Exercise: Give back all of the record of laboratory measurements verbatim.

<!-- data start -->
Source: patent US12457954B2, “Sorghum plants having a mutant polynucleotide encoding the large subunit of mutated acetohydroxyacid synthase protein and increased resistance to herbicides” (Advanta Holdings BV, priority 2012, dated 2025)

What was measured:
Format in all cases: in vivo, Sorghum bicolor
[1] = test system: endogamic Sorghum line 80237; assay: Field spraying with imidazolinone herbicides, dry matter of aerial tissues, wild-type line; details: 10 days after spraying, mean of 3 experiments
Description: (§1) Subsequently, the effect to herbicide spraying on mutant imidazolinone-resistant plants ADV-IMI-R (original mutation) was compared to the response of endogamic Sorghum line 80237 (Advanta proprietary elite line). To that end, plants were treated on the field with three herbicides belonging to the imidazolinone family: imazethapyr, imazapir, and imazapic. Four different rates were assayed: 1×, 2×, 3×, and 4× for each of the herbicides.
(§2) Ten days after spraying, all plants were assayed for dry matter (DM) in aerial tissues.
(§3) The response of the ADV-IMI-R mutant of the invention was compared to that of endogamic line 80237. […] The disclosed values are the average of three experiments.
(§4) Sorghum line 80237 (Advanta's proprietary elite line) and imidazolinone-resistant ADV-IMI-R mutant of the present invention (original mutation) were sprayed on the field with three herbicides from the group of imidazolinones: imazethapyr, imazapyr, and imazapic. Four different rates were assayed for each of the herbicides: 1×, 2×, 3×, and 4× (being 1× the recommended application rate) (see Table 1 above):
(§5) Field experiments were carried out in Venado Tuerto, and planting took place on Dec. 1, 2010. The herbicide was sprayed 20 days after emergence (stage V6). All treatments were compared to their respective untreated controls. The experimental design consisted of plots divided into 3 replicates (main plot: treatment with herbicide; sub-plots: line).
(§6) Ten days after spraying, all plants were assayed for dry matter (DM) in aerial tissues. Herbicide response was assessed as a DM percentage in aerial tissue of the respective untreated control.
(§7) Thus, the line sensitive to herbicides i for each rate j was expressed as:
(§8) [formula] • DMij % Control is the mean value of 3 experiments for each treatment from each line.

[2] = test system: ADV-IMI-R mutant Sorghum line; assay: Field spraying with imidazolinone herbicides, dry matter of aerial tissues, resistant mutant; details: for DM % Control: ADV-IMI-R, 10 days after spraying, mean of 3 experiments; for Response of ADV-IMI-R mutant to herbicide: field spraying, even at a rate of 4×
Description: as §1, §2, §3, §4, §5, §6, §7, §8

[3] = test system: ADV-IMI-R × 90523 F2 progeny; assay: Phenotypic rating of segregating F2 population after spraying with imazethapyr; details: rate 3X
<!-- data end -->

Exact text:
Source: patent US12457954B2, “Sorghum plants having a mutant polynucleotide encoding the large subunit of mutated acetohydroxyacid synthase protein and increased resistance to herbicides” (Advanta Holdings BV, priority 2012, dated 2025)

What was measured:
Format in all cases: in vivo, Sorghum bicolor
[1] = test system: endogamic Sorghum line 80237; assay: Field spraying with imidazolinone herbicides, dry matter of aerial tissues, wild-type line; details: 10 days after spraying, mean of 3 experiments
Description: (§1) Subsequently, the effect to herbicide spraying on mutant imidazolinone-resistant plants ADV-IMI-R (original mutation) was compared to the response of endogamic Sorghum line 80237 (Advanta proprietary elite line). To that end, plants were treated on the field with three herbicides belonging to the imidazolinone family: imazethapyr, imazapir, and imazapic. Four different rates were assayed: 1×, 2×, 3×, and 4× for each of the herbicides.
(§2) Ten days after spraying, all plants were assayed for dry matter (DM) in aerial tissues.
(§3) The response of the ADV-IMI-R mutant of the invention was compared to that of endogamic line 80237. […] The disclosed values are the average of three experiments.
(§4) Sorghum line 80237 (Advanta's proprietary elite line) and imidazolinone-resistant ADV-IMI-R mutant of the present invention (original mutation) were sprayed on the field with three herbicides from the group of imidazolinones: imazethapyr, imazapyr, and imazapic. Four different rates were assayed for each of the herbicides: 1×, 2×, 3×, and 4× (being 1× the recommended application rate) (see Table 1 above):
(§5) Field experiments were carried out in Venado Tuerto, and planting took place on Dec. 1, 2010. The herbicide was sprayed 20 days after emergence (stage V6). All treatments were compared to their respective untreated controls. The experimental design consisted of plots divided into 3 replicates (main plot: treatment with herbicide; sub-plots: line).
(§6) Ten days after spraying, all plants were assayed for dry matter (DM) in aerial tissues. Herbicide response was assessed as a DM percentage in aerial tissue of the respective untreated control.
(§7) Thus, the line sensitive to herbicides i for each rate j was expressed as:
(§8) [formula] • DMij % Control is the mean value of 3 experiments for each treatment from each line.

[2] = test system: ADV-IMI-R mutant Sorghum line; assay: Field spraying with imidazolinone herbicides, dry matter of aerial tissues, resistant mutant; details: for DM % Control: ADV-IMI-R, 10 days after spraying, mean of 3 experiments; for Response of ADV-IMI-R mutant to herbicide: field spraying, even at a rate of 4×
Description: as §1, §2, §3, §4, §5, §6, §7, §8

[3] = test system: ADV-IMI-R × 90523 F2 progeny; assay: Phenotypic rating of segregating F2 population after spraying with imazethapyr; details: rate 3X